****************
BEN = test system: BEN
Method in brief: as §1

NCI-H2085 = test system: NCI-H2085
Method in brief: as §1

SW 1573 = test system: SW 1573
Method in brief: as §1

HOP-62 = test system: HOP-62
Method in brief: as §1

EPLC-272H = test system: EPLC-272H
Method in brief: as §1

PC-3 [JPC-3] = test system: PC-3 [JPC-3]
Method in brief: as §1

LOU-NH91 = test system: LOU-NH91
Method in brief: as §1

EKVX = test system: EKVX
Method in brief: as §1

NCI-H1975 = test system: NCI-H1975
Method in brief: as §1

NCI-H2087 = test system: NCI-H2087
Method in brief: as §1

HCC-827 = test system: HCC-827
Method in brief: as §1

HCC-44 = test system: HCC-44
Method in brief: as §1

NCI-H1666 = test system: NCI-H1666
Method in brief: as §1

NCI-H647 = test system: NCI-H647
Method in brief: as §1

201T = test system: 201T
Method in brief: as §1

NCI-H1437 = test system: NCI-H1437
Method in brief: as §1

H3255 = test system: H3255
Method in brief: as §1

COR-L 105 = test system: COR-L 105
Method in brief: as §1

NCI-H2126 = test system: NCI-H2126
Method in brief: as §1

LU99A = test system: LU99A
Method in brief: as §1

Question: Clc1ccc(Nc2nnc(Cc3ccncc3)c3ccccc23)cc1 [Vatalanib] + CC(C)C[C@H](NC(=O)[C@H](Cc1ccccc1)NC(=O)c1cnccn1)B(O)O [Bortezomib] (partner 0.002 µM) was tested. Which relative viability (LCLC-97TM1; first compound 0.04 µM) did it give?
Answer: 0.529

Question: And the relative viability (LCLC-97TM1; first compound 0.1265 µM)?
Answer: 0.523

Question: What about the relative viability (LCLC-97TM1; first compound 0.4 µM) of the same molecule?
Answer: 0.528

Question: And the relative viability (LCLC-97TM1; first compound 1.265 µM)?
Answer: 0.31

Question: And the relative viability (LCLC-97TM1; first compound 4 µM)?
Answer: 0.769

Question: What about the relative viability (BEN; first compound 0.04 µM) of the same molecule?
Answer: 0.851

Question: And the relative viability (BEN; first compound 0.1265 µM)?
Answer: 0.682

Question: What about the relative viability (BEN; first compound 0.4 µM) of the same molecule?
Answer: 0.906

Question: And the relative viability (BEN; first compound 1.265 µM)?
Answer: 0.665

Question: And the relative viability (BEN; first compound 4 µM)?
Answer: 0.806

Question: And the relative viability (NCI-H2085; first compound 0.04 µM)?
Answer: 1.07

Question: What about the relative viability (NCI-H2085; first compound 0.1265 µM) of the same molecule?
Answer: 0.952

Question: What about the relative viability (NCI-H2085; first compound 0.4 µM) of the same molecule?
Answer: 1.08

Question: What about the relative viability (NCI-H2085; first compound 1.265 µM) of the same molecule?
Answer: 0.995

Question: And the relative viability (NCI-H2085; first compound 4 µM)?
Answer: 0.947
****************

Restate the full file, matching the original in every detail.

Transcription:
BEN = test system: BEN
Method in brief: as §1

NCI-H2085 = test system: NCI-H2085
Method in brief: as §1

SW 1573 = test system: SW 1573
Method in brief: as §1

HOP-62 = test system: HOP-62
Method in brief: as §1

EPLC-272H = test system: EPLC-272H
Method in brief: as §1

PC-3 [JPC-3] = test system: PC-3 [JPC-3]
Method in brief: as §1

LOU-NH91 = test system: LOU-NH91
Method in brief: as §1

EKVX = test system: EKVX
Method in brief: as §1

NCI-H1975 = test system: NCI-H1975
Method in brief: as §1

NCI-H2087 = test system: NCI-H2087
Method in brief: as §1

HCC-827 = test system: HCC-827
Method in brief: as §1

HCC-44 = test system: HCC-44
Method in brief: as §1

NCI-H1666 = test system: NCI-H1666
Method in brief: as §1

NCI-H647 = test system: NCI-H647
Method in brief: as §1

201T = test system: 201T
Method in brief: as §1

NCI-H1437 = test system: NCI-H1437
Method in brief: as §1

H3255 = test system: H3255
Method in brief: as §1

COR-L 105 = test system: COR-L 105
Method in brief: as §1

NCI-H2126 = test system: NCI-H2126
Method in brief: as §1

LU99A = test system: LU99A
Method in brief: as §1

Question: Clc1ccc(Nc2nnc(Cc3ccncc3)c3ccccc23)cc1 [Vatalanib] + CC(C)C[C@H](NC(=O)[C@H](Cc1ccccc1)NC(=O)c1cnccn1)B(O)O [Bortezomib] (partner 0.002 µM) was tested. Which relative viability (LCLC-97TM1; first compound 0.04 µM) did it give?
Answer: 0.529

Question: And the relative viability (LCLC-97TM1; first compound 0.1265 µM)?
Answer: 0.523

Question: What about the relative viability (LCLC-97TM1; first compound 0.4 µM) of the same molecule?
Answer: 0.528

Question: And the relative viability (LCLC-97TM1; first compound 1.265 µM)?
Answer: 0.31

Question: And the relative viability (LCLC-97TM1; first compound 4 µM)?
Answer: 0.769

Question: What about the relative viability (BEN; first compound 0.04 µM) of the same molecule?
Answer: 0.851

Question: And the relative viability (BEN; first compound 0.1265 µM)?
Answer: 0.682

Question: What about the relative viability (BEN; first compound 0.4 µM) of the same molecule?
Answer: 0.906

Question: And the relative viability (BEN; first compound 1.265 µM)?
Answer: 0.665

Question: And the relative viability (BEN; first compound 4 µM)?
Answer: 0.806

Question: And the relative viability (NCI-H2085; first compound 0.04 µM)?
Answer: 1.07

Question: What about the relative viability (NCI-H2085; first compound 0.1265 µM) of the same molecule?
Answer: 0.952

Question: What about the relative viability (NCI-H2085; first compound 0.4 µM) of the same molecule?
Answer: 1.08

Question: What about the relative viability (NCI-H2085; first compound 1.265 µM) of the same molecule?
Answer: 0.995

Question: And the relative viability (NCI-H2085; first compound 4 µM)?
Answer: 0.947